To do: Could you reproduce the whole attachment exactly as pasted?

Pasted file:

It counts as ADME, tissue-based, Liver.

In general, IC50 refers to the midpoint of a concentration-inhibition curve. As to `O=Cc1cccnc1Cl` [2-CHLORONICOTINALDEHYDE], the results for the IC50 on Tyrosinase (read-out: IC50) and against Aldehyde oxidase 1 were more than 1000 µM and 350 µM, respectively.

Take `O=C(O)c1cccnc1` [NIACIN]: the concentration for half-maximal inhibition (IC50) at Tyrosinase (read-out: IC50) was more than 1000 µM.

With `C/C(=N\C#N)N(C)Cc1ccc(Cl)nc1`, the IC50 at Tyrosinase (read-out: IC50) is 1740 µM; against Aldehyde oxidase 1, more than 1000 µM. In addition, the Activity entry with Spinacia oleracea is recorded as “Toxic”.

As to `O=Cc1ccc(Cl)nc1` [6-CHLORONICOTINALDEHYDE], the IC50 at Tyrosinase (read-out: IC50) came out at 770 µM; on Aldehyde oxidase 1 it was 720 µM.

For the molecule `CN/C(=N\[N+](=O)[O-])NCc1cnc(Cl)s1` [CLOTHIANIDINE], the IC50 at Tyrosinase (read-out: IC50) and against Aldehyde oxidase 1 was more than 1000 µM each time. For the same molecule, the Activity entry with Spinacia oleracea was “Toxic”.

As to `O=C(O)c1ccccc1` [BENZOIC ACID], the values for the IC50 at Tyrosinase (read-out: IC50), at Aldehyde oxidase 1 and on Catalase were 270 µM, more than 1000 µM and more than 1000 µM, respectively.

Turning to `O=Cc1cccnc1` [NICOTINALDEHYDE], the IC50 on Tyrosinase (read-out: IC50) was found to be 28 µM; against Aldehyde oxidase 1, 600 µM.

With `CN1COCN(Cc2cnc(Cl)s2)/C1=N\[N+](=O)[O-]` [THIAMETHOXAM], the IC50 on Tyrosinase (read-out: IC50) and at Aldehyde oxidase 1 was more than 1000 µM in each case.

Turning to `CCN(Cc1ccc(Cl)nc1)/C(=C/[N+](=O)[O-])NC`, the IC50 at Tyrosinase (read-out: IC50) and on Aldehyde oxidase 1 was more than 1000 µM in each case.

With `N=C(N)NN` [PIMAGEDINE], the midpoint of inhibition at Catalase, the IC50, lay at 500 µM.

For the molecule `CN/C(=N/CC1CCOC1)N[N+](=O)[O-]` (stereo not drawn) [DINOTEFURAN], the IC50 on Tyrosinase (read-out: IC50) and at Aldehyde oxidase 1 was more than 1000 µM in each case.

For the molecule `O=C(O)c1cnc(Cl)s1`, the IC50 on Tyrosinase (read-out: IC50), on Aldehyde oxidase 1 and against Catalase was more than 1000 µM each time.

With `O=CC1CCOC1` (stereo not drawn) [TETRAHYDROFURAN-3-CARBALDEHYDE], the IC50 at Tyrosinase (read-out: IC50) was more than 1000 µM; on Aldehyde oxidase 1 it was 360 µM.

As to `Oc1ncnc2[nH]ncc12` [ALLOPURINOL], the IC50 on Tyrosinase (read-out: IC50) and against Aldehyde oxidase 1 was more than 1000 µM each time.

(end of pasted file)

It counts as ADME, tissue-based, Liver.

In general, IC50 refers to the midpoint of a concentration-inhibition curve. As to `O=Cc1cccnc1Cl` [2-CHLORONICOTINALDEHYDE], the results for the IC50 on Tyrosinase (read-out: IC50) and against Aldehyde oxidase 1 were more than 1000 µM and 350 µM, respectively.

Take `O=C(O)c1cccnc1` [NIACIN]: the concentration for half-maximal inhibition (IC50) at Tyrosinase (read-out: IC50) was more than 1000 µM.

With `C/C(=N\C#N)N(C)Cc1ccc(Cl)nc1`, the IC50 at Tyrosinase (read-out: IC50) is 1740 µM; against Aldehyde oxidase 1, more than 1000 µM. In addition, the Activity entry with Spinacia oleracea is recorded as “Toxic”.

As to `O=Cc1ccc(Cl)nc1` [6-CHLORONICOTINALDEHYDE], the IC50 at Tyrosinase (read-out: IC50) came out at 770 µM; on Aldehyde oxidase 1 it was 720 µM.

For the molecule `CN/C(=N\[N+](=O)[O-])NCc1cnc(Cl)s1` [CLOTHIANIDINE], the IC50 at Tyrosinase (read-out: IC50) and against Aldehyde oxidase 1 was more than 1000 µM each time. For the same molecule, the Activity entry with Spinacia oleracea was “Toxic”.

As to `O=C(O)c1ccccc1` [BENZOIC ACID], the values for the IC50 at Tyrosinase (read-out: IC50), at Aldehyde oxidase 1 and on Catalase were 270 µM, more than 1000 µM and more than 1000 µM, respectively.

Turning to `O=Cc1cccnc1` [NICOTINALDEHYDE], the IC50 on Tyrosinase (read-out: IC50) was found to be 28 µM; against Aldehyde oxidase 1, 600 µM.

With `CN1COCN(Cc2cnc(Cl)s2)/C1=N\[N+](=O)[O-]` [THIAMETHOXAM], the IC50 on Tyrosinase (read-out: IC50) and at Aldehyde oxidase 1 was more than 1000 µM in each case.

Turning to `CCN(Cc1ccc(Cl)nc1)/C(=C/[N+](=O)[O-])NC`, the IC50 at Tyrosinase (read-out: IC50) and on Aldehyde oxidase 1 was more than 1000 µM in each case.

With `N=C(N)NN` [PIMAGEDINE], the midpoint of inhibition at Catalase, the IC50, lay at 500 µM.

For the molecule `CN/C(=N/CC1CCOC1)N[N+](=O)[O-]` (stereo not drawn) [DINOTEFURAN], the IC50 on Tyrosinase (read-out: IC50) and at Aldehyde oxidase 1 was more than 1000 µM in each case.

For the molecule `O=C(O)c1cnc(Cl)s1`, the IC50 on Tyrosinase (read-out: IC50), on Aldehyde oxidase 1 and against Catalase was more than 1000 µM each time.

With `O=CC1CCOC1` (stereo not drawn) [TETRAHYDROFURAN-3-CARBALDEHYDE], the IC50 at Tyrosinase (read-out: IC50) was more than 1000 µM; on Aldehyde oxidase 1 it was 360 µM.

As to `Oc1ncnc2[nH]ncc12` [ALLOPURINOL], the IC50 on Tyrosinase (read-out: IC50) and against Aldehyde oxidase 1 was more than 1000 µM each time.